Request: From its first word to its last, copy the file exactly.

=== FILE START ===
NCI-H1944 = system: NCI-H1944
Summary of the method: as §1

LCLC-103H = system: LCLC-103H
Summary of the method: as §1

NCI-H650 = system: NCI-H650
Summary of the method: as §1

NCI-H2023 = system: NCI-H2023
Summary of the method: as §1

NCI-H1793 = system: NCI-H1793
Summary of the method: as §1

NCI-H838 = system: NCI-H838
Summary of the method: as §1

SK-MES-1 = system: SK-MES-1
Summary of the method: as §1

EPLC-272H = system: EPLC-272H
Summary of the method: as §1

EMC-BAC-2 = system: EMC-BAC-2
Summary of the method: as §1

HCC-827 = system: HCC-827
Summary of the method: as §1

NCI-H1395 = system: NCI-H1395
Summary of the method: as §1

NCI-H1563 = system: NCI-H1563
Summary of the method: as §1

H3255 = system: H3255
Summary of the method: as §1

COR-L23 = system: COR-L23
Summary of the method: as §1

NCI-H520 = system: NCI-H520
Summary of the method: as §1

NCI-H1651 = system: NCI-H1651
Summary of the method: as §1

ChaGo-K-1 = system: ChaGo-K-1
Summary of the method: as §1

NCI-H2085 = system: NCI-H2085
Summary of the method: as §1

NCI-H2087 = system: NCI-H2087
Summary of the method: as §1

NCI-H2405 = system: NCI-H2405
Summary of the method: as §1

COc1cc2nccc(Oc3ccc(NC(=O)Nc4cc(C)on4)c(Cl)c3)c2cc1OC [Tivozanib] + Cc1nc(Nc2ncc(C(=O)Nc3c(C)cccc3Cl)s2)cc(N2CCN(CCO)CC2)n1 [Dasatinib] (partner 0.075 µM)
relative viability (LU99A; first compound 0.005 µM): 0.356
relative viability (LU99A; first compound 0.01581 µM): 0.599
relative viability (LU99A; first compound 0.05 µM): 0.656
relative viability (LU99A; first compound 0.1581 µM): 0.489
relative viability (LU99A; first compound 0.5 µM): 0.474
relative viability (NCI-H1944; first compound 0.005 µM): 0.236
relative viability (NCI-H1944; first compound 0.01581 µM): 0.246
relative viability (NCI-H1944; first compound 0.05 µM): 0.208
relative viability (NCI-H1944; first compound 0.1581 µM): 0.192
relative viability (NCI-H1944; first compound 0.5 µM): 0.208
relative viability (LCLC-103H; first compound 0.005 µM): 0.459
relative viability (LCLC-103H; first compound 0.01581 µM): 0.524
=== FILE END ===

NCI-H1944 = system: NCI-H1944
Summary of the method: as §1

LCLC-103H = system: LCLC-103H
Summary of the method: as §1

NCI-H650 = system: NCI-H650
Summary of the method: as §1

NCI-H2023 = system: NCI-H2023
Summary of the method: as §1

NCI-H1793 = system: NCI-H1793
Summary of the method: as §1

NCI-H838 = system: NCI-H838
Summary of the method: as §1

SK-MES-1 = system: SK-MES-1
Summary of the method: as §1

EPLC-272H = system: EPLC-272H
Summary of the method: as §1

EMC-BAC-2 = system: EMC-BAC-2
Summary of the method: as §1

HCC-827 = system: HCC-827
Summary of the method: as §1

NCI-H1395 = system: NCI-H1395
Summary of the method: as §1

NCI-H1563 = system: NCI-H1563
Summary of the method: as §1

H3255 = system: H3255
Summary of the method: as §1

COR-L23 = system: COR-L23
Summary of the method: as §1

NCI-H520 = system: NCI-H520
Summary of the method: as §1

NCI-H1651 = system: NCI-H1651
Summary of the method: as §1

ChaGo-K-1 = system: ChaGo-K-1
Summary of the method: as §1

NCI-H2085 = system: NCI-H2085
Summary of the method: as §1

NCI-H2087 = system: NCI-H2087
Summary of the method: as §1

NCI-H2405 = system: NCI-H2405
Summary of the method: as §1

COc1cc2nccc(Oc3ccc(NC(=O)Nc4cc(C)on4)c(Cl)c3)c2cc1OC [Tivozanib] + Cc1nc(Nc2ncc(C(=O)Nc3c(C)cccc3Cl)s2)cc(N2CCN(CCO)CC2)n1 [Dasatinib] (partner 0.075 µM)
relative viability (LU99A; first compound 0.005 µM): 0.356
relative viability (LU99A; first compound 0.01581 µM): 0.599
relative viability (LU99A; first compound 0.05 µM): 0.656
relative viability (LU99A; first compound 0.1581 µM): 0.489
relative viability (LU99A; first compound 0.5 µM): 0.474
relative viability (NCI-H1944; first compound 0.005 µM): 0.236
relative viability (NCI-H1944; first compound 0.01581 µM): 0.246
relative viability (NCI-H1944; first compound 0.05 µM): 0.208
relative viability (NCI-H1944; first compound 0.1581 µM): 0.192
relative viability (NCI-H1944; first compound 0.5 µM): 0.208
relative viability (LCLC-103H; first compound 0.005 µM): 0.459
relative viability (LCLC-103H; first compound 0.01581 µM): 0.524